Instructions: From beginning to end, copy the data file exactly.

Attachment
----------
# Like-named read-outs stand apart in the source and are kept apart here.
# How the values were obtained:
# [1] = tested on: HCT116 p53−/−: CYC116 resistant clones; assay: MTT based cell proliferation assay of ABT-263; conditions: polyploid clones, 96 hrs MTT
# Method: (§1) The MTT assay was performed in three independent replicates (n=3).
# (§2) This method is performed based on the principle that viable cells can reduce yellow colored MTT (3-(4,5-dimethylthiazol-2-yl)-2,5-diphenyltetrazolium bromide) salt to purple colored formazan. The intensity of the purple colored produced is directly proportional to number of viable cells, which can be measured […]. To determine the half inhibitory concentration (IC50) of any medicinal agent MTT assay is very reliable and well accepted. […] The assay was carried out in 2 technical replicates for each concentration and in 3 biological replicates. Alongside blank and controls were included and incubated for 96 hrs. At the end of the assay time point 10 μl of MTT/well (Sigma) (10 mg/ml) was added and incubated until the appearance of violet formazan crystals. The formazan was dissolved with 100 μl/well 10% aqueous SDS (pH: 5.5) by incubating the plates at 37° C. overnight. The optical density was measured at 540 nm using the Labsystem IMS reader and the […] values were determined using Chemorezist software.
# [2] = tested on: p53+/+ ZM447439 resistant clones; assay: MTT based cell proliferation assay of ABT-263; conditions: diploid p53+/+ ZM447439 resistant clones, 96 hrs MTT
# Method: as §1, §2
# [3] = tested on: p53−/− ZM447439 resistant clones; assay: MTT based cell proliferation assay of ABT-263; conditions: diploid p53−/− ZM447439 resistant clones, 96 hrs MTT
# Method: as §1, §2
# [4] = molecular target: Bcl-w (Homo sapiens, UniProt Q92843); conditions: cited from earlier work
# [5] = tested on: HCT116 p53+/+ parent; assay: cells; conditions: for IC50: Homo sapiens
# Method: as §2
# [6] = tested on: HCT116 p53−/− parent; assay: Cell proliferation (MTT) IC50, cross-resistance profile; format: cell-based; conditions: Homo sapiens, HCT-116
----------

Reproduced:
# Like-named read-outs stand apart in the source and are kept apart here.
# How the values were obtained:
# [1] = tested on: HCT116 p53−/−: CYC116 resistant clones; assay: MTT based cell proliferation assay of ABT-263; conditions: polyploid clones, 96 hrs MTT
# Method: (§1) The MTT assay was performed in three independent replicates (n=3).
# (§2) This method is performed based on the principle that viable cells can reduce yellow colored MTT (3-(4,5-dimethylthiazol-2-yl)-2,5-diphenyltetrazolium bromide) salt to purple colored formazan. The intensity of the purple colored produced is directly proportional to number of viable cells, which can be measured […]. To determine the half inhibitory concentration (IC50) of any medicinal agent MTT assay is very reliable and well accepted. […] The assay was carried out in 2 technical replicates for each concentration and in 3 biological replicates. Alongside blank and controls were included and incubated for 96 hrs. At the end of the assay time point 10 μl of MTT/well (Sigma) (10 mg/ml) was added and incubated until the appearance of violet formazan crystals. The formazan was dissolved with 100 μl/well 10% aqueous SDS (pH: 5.5) by incubating the plates at 37° C. overnight. The optical density was measured at 540 nm using the Labsystem IMS reader and the […] values were determined using Chemorezist software.
# [2] = tested on: p53+/+ ZM447439 resistant clones; assay: MTT based cell proliferation assay of ABT-263; conditions: diploid p53+/+ ZM447439 resistant clones, 96 hrs MTT
# Method: as §1, §2
# [3] = tested on: p53−/− ZM447439 resistant clones; assay: MTT based cell proliferation assay of ABT-263; conditions: diploid p53−/− ZM447439 resistant clones, 96 hrs MTT
# Method: as §1, §2
# [4] = molecular target: Bcl-w (Homo sapiens, UniProt Q92843); conditions: cited from earlier work
# [5] = tested on: HCT116 p53+/+ parent; assay: cells; conditions: for IC50: Homo sapiens
# Method: as §2
# [6] = tested on: HCT116 p53−/− parent; assay: Cell proliferation (MTT) IC50, cross-resistance profile; format: cell-based; conditions: Homo sapiens, HCT-116